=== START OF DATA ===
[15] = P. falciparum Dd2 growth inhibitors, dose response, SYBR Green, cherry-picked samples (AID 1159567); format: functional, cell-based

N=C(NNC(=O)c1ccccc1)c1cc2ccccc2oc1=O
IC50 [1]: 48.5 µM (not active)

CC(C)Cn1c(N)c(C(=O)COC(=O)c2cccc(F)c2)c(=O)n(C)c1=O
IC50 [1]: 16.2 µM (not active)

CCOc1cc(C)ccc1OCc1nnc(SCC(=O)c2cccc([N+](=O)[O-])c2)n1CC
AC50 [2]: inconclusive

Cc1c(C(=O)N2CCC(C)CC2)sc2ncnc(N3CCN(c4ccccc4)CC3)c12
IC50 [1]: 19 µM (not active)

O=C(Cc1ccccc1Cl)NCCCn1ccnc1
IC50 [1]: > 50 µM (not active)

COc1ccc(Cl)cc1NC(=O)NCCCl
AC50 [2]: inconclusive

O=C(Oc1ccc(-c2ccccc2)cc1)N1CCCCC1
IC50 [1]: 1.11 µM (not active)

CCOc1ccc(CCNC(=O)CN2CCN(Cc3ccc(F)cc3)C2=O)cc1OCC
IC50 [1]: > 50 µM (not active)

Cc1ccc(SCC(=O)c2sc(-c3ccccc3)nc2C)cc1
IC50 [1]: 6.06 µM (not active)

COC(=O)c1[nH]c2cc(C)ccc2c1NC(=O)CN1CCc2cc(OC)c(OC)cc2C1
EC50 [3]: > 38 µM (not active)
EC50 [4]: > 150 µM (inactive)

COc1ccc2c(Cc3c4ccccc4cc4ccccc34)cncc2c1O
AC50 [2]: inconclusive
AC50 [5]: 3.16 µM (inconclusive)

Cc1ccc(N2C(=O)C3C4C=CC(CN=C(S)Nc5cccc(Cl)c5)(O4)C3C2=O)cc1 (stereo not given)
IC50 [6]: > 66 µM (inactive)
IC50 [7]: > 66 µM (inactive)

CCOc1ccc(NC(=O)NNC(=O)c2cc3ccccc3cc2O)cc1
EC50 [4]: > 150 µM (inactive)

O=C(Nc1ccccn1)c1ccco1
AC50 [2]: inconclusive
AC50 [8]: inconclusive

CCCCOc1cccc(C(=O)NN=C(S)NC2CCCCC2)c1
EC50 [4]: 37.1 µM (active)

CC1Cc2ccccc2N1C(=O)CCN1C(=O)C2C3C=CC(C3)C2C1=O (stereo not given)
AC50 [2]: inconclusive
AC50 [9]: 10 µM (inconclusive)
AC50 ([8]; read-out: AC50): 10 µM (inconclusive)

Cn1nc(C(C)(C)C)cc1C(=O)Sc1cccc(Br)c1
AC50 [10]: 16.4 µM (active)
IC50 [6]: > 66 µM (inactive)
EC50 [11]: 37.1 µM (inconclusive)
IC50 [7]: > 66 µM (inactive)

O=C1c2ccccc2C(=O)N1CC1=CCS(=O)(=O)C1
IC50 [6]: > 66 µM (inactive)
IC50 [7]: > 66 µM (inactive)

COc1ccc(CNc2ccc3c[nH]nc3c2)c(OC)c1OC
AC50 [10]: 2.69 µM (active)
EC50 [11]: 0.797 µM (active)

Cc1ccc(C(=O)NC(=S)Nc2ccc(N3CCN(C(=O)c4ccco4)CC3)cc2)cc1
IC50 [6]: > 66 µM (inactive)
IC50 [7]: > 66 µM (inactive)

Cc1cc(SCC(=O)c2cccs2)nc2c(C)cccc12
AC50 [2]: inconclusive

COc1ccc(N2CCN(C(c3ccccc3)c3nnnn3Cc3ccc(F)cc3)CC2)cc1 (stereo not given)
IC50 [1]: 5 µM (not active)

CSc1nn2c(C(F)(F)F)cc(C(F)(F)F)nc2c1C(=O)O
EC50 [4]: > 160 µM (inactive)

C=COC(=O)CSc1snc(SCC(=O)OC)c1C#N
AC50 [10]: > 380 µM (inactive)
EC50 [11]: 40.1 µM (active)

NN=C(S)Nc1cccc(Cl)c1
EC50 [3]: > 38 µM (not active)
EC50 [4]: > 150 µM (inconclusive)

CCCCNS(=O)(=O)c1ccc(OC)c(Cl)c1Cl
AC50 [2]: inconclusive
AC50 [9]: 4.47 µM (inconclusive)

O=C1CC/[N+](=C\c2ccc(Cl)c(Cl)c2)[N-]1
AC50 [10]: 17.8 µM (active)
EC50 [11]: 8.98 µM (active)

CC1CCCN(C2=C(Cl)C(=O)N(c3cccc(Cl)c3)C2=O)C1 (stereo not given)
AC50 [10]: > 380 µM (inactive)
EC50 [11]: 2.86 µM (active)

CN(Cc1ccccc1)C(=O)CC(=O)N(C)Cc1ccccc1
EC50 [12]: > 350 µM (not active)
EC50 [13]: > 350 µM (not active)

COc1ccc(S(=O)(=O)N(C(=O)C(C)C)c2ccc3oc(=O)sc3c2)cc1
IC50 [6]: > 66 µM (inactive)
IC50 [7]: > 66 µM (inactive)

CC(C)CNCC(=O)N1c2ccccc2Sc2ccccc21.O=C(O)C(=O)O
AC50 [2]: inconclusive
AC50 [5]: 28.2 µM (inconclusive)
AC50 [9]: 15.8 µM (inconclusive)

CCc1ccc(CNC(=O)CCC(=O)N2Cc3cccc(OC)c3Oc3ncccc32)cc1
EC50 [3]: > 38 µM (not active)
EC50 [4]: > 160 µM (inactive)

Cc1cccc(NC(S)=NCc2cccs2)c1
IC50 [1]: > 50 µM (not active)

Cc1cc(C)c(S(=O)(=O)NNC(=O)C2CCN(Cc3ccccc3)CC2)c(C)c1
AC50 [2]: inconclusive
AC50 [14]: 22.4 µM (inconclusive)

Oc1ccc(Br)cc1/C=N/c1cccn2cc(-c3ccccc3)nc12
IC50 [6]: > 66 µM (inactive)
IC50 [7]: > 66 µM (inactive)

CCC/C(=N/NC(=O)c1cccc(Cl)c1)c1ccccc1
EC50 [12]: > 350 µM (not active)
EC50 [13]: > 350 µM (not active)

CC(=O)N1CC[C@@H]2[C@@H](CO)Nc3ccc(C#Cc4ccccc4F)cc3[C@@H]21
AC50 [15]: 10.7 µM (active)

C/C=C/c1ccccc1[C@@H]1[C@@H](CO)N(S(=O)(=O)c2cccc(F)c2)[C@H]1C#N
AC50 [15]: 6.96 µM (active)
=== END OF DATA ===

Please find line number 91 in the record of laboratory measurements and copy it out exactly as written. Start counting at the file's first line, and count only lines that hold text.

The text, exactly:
AC50 [2]: inconclusive